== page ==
In this paper, heart motion tracking with adaptive estimation algorithms in the presence of arrhythmia is presented. Performance of the algorithms are evaluated with a range of data. These algorithms were previously explored under slowly varying heart rate conditions in [14]. To the best of our knowledge, no previous POI motion tracking work (see Introduction) has presented results in the presence of arrhythmia. The experimental RMS errors on the order of 0.250–0.340 mm obtained using the generalized estimator (in comparison to the RMS tracking errors on the order of 0.170–0.350 mm in constant heart rate and 0.160–0.180 mm in slowly varying heart rate conditions, as reported in [14]) represent satisfactory tracking performance during arrhythmia. Results show that if the behavior of the heart changes abruptly, the predictors are able to adapt the new heart behavior and can track the ideal time-varying solution. Although the resulting tracking errors are above the desired specification for effectively performing anastomosis, the system still achieved sufficient tracking accuracy to maintain safe tracking, until the system can potentially switch to a safe mode of operation. The results of the study should also be validated in vivo. An in vivo validation study would be valuable to verify that the proposed scheme will be effective under practical constraints of an operating room setting.

It is important to note that a certain level of consistency was necessary during the experimental setting of this study. For this reason, atrial fibrillation and its electrocardiographic pattern have been chosen as an arrhythmic scenario to provide a comparable and repeatable type of cardiac rhythm disturbance. The validity of the presented approach on other types of the peri-operative rhythm disturbance like tachycardia or sinus bradycardia will be explored in future studies. In addition, atrial fibrillation is a complex type of arrhythmia with high ventricular rates. Accordingly, the baseline heart rate (HR) is an important variable that was continuously monitored throughout the study. Yet, since the HR values may vary in each and every given setting, the high variability of the baseline heart rate was not considered to be a drawback of the experimental approach in choosing a bovine model. Similar to humans, the HR may vary per baseline and intra-operative hemodynamic conditions, but no interference and/or vagal tone dominance was observed during the studies. However, if the native cardiac pacing is altered, then the vagal tone and correlated effects may become more significant in heart failure model.

We also note that the presented study is not intended to evaluate the tracking performance of the algorithms on each and every type of atrio-ventricular arrhythmia. Rather, by simulating one particular type of arrhythmia from a wide variety of patterns, we aim to show feasibility of employing adaptive estimation algorithms for heart motion tracking in the occurrence of arrhythmia during beating heart surgery. The underlying electro-physiological mechanisms of arrhythmia are very complex. Atrio-ventricular contraction is affected by multitude of factors, such as, changes in the function of ion channels in atrial cells. The complex pattern of electrical impulse propagation within atrio-ventricular tissues is also determined by the frequency of stimulation and summation of waveforms. As such, constructing in vivo models of arbitrary arrhythmia types is not practical, if not impossible. A more broad in vivo study would overcome the limitations of the employed method of artificially inducing arrhythmias, and would cover more diverse situations in CABG surgeries and so will evaluate the performance and robustness of the proposed method in a wide range of conditions. Additionally, the applicability of the proposed system to specific arrhythmia patterns would be considered in further studies as a part of the development and safety control evaluation.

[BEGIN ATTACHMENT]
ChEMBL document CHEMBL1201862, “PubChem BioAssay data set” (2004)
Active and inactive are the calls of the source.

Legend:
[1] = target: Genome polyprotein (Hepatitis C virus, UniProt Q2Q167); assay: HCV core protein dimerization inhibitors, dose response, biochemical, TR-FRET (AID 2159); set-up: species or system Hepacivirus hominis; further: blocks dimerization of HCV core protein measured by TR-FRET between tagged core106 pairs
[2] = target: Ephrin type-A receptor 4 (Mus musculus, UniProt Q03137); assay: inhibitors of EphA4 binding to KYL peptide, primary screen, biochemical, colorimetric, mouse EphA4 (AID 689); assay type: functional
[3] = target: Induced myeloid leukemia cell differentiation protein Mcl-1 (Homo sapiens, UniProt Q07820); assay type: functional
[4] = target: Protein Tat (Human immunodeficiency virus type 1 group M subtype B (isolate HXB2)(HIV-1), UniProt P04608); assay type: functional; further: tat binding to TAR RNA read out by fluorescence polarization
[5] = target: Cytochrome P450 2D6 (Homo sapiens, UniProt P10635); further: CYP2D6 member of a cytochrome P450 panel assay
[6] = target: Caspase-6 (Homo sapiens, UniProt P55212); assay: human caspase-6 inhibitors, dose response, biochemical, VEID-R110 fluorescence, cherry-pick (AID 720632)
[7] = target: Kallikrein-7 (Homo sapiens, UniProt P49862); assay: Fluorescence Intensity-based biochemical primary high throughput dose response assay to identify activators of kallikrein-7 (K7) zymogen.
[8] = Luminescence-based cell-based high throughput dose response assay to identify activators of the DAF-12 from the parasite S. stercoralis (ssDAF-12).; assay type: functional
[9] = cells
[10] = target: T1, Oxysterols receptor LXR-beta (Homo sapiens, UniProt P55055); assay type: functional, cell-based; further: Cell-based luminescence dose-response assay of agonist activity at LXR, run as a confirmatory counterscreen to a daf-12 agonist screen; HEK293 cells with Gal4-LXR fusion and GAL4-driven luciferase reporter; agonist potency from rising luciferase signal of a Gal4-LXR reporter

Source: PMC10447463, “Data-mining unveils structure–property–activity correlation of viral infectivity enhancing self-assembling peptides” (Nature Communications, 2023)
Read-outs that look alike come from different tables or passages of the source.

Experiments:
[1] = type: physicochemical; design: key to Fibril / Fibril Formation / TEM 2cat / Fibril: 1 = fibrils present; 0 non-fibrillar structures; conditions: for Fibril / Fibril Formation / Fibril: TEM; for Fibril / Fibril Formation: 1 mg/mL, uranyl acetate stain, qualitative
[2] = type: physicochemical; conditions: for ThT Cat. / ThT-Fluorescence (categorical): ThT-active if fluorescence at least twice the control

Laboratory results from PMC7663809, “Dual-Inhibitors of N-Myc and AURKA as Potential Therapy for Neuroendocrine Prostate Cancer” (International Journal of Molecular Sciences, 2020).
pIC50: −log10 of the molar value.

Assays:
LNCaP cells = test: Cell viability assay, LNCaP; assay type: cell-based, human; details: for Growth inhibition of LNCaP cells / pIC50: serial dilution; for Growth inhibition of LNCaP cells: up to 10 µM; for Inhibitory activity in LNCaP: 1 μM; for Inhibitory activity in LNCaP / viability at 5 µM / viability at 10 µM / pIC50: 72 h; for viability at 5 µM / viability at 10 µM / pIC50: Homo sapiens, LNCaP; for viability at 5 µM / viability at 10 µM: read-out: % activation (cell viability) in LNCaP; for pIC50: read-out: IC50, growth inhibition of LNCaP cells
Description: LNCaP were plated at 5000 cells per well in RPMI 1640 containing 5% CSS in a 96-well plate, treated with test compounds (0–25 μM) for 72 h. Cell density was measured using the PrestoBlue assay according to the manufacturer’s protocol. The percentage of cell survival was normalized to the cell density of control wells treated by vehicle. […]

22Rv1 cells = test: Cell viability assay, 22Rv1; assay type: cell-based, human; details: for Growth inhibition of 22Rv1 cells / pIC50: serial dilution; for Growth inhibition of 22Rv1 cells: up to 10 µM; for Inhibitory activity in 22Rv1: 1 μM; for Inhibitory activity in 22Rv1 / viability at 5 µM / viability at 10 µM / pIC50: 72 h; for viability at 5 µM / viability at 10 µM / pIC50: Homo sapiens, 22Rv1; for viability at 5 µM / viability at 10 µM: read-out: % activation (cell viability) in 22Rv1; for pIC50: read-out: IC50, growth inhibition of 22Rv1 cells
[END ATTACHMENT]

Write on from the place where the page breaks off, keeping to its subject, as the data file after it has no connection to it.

One way to improve tracking quality is to incorporate other types of data into the estimation scheme. One such possibility is to include the electrocardiogram (ECG) signal into the observations. In this way, the predictor is able to use the electrical signals that activate heart contraction in order to improve the prediction as in [11]. The ECG signal is very suitable for period-to-period synchronization with sufficient lead time for the feed-forward control, and identification of arrhythmias. If an arrhythmia is detected, feed-forward component of the controller can be turned off and switched to a further fail-safe mode if necessary, which in turn may improve performance during heart rhythm abnormalities.

Future works will also include multi sensor fusion where complementary and redundant sensors will be used for superior performance and safety, e.g., a vision based sensor system could be used as a secondary sensor for the in vivo validation of the proposed concept. Merging the sensor data from multiple position sources would increase accuracy of the motion estimation and improve tracking results. Adding more mechanical sensors that measure heart motion would improve the measurement precision and help to resolve calibration problems of the sonomicrometry system.


We would like to thank Dr. Akira Shiose for his help during collection of the experimental data.

Author Contributions

Conceived and designed the experiments: JHK OB KF MCC. Performed the experiments: EET JHK TL OB KF MCC. Analyzed the data: EET. Contributed reagents/materials/analysis tools: EET JHK TL OB KF MCC. Wrote the paper: EET JHK TL OB KF MCC.